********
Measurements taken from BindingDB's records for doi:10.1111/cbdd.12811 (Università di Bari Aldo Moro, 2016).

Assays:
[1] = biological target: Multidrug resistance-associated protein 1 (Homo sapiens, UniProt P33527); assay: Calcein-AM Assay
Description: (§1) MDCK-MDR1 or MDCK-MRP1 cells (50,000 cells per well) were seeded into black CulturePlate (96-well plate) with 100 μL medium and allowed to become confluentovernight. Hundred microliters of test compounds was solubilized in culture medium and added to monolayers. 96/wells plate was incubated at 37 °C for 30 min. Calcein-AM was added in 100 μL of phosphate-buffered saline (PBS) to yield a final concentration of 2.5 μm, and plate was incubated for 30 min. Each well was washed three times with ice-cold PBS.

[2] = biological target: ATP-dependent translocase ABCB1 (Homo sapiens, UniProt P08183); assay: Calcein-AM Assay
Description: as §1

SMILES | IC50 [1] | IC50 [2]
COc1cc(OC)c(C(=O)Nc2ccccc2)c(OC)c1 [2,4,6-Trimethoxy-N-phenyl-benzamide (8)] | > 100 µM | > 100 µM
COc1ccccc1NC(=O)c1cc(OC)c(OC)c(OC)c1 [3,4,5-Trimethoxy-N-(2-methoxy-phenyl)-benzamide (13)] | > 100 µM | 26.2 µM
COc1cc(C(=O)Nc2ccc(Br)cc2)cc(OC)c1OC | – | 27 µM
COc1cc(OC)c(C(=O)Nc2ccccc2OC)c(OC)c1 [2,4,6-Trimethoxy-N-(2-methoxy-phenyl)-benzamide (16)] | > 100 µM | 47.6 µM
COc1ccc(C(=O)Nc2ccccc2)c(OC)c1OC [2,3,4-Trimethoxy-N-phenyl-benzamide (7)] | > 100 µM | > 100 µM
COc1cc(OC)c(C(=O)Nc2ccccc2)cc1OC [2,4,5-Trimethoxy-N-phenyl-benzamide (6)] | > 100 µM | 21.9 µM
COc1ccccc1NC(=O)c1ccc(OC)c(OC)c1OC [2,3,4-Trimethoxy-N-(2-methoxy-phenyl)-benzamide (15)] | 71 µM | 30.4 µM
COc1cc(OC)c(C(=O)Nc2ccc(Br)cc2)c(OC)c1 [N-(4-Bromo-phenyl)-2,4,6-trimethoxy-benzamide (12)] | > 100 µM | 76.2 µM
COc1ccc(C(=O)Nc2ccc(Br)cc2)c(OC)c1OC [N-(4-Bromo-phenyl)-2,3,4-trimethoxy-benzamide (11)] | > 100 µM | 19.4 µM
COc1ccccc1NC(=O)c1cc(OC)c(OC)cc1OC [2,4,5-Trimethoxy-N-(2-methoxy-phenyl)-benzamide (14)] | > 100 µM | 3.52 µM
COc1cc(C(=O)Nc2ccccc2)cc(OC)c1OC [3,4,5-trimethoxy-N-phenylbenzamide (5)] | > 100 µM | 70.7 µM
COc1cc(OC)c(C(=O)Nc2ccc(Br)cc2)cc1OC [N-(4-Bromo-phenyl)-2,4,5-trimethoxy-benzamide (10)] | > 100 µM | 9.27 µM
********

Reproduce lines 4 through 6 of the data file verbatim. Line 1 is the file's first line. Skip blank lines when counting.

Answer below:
Description: (§1) MDCK-MDR1 or MDCK-MRP1 cells (50,000 cells per well) were seeded into black CulturePlate (96-well plate) with 100 μL medium and allowed to become confluentovernight. Hundred microliters of test compounds was solubilized in culture medium and added to monolayers. 96/wells plate was incubated at 37 °C for 30 min. Calcein-AM was added in 100 μL of phosphate-buffered saline (PBS) to yield a final concentration of 2.5 μm, and plate was incubated for 30 min. Each well was washed three times with ice-cold PBS.

[2] = biological target: ATP-dependent translocase ABCB1 (Homo sapiens, UniProt P08183); assay: Calcein-AM Assay
Description: as §1